The Center appointed Adam Samuel as the sole panelist in this matter on November 14, 2006. The Panel finds that it was properly constituted. The Panel has submitted the Statement of Acceptance and Declaration of Impartiality and Independence, as required by the Center to ensure compliance with the Rules, paragraph 7.
4. Factual Background
The Complainant has existed since 1969. It manufactures and distributes computer hardware and software, semiconductor devices, microprocessor chips and related goods and services. It entered the random access memory market in 1975. It owns trademark registrations in the name AMD in the United States of America and elsewhere. For example, the Complainant registered AMD as a Word Mark in the United States of America in 1987. The Respondent registered the domain names in issue here in February 2004 years after the registration of the Complainant’s trademark in the name AMD.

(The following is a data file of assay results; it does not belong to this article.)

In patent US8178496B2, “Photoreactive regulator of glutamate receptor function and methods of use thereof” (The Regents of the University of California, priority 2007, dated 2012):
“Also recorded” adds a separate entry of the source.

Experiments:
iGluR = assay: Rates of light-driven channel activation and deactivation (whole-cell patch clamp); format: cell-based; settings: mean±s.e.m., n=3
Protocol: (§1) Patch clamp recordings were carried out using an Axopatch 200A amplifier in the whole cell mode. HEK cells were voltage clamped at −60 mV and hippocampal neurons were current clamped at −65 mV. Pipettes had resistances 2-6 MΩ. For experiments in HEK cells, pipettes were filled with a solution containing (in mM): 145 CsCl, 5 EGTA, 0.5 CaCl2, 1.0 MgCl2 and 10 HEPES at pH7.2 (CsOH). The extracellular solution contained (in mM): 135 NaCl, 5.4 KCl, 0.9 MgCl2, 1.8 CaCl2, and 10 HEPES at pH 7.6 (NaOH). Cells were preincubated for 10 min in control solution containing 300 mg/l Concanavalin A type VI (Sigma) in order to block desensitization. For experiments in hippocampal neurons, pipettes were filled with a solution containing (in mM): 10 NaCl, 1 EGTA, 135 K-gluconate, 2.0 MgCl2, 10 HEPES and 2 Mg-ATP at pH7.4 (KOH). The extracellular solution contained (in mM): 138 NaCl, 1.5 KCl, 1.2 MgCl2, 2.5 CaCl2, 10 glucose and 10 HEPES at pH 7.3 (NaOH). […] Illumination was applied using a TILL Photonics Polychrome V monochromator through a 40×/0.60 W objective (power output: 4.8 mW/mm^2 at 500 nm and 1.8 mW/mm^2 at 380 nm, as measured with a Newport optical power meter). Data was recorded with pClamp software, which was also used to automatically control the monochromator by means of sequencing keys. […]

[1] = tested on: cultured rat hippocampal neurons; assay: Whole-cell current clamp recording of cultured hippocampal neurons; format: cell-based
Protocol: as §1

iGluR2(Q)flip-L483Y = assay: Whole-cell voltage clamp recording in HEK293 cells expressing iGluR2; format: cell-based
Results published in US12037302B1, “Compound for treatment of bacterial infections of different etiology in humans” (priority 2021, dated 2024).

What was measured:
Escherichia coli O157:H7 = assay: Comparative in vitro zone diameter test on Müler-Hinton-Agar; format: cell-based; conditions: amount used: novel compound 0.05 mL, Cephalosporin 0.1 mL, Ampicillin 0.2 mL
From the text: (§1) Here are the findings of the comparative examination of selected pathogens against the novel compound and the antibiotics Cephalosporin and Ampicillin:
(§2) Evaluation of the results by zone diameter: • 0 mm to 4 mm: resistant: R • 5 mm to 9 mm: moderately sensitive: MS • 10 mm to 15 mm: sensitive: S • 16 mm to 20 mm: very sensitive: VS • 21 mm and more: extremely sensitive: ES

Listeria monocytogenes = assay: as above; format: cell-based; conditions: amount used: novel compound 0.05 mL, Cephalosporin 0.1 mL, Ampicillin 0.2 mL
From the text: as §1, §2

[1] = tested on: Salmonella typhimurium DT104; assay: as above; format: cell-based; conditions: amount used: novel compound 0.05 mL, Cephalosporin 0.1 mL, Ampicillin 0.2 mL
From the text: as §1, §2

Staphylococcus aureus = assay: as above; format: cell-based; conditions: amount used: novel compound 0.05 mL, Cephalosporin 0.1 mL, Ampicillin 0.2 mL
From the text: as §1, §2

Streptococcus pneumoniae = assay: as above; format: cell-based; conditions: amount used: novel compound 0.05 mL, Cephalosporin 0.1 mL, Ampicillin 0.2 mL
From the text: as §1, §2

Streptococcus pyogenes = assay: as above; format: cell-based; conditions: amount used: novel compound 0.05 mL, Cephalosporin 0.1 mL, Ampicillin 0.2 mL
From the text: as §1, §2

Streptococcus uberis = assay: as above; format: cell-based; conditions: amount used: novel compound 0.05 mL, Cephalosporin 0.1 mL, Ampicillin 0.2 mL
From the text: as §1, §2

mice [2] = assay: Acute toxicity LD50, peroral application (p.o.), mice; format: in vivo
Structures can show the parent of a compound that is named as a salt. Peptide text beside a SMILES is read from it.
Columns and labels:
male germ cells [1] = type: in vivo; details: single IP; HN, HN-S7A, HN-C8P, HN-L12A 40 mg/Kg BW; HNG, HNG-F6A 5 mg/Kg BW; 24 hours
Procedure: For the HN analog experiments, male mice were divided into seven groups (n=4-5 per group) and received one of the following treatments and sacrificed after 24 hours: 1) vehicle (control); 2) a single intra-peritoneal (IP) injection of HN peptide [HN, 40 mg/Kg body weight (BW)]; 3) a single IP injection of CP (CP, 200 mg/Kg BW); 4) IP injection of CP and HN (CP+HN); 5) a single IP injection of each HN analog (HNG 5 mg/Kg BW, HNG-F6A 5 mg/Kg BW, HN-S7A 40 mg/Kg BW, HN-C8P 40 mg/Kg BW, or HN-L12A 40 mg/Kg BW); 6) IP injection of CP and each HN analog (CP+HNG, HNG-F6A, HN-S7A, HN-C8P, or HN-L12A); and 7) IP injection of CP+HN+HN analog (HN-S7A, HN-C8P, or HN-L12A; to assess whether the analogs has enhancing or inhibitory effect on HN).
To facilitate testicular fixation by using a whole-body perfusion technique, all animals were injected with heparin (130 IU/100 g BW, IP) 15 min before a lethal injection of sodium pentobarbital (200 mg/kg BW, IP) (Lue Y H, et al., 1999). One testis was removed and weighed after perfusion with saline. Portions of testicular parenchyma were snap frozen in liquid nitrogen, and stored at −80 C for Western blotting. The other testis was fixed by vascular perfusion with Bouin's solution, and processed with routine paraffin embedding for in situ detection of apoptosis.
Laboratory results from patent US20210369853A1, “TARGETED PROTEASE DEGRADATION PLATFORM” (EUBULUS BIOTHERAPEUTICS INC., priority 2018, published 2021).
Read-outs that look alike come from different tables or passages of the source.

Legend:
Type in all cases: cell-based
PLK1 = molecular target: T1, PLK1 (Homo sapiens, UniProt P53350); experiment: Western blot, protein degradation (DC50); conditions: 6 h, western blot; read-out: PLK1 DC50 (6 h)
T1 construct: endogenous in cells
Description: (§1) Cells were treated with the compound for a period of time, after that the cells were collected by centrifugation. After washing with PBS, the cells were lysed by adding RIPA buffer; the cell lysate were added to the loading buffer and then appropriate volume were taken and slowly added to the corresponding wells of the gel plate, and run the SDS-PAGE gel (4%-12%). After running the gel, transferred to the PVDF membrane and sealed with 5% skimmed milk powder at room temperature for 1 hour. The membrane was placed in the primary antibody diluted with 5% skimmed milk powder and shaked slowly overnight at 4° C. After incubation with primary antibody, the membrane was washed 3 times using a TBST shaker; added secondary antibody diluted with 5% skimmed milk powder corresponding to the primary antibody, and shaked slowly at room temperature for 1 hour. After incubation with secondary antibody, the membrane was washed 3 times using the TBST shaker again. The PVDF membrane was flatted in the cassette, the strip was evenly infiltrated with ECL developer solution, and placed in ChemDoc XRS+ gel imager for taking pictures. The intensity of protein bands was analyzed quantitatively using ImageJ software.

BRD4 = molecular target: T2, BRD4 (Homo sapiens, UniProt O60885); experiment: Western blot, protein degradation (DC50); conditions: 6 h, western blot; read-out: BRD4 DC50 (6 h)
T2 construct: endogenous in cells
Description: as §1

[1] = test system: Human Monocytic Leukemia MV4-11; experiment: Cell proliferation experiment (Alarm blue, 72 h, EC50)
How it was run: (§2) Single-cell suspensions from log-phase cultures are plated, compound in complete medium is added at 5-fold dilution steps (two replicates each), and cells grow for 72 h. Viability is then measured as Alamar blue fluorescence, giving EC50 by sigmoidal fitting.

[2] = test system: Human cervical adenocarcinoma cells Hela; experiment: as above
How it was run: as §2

5. Parties’ Contentions
The Complainant contends that the AMD mark has no meaning or significance other than to identify the Complainant’s products and distinguish them from those of its competitors. By virtue of the Complainant’s long use, advertising, and promotion, the AMD Marks have become well-known and famous throughout the world signifying the Complainant and the computer hardware and software, semiconductor devices, microprocessor chips and related goods and services it offers.
The Complainant’s AMD marks and the goodwill symbolized by them are exceedingly valuable corporate assets of the Complainant. As a result of its registration and long use, the Complainant has established strong rights in the AMD marks.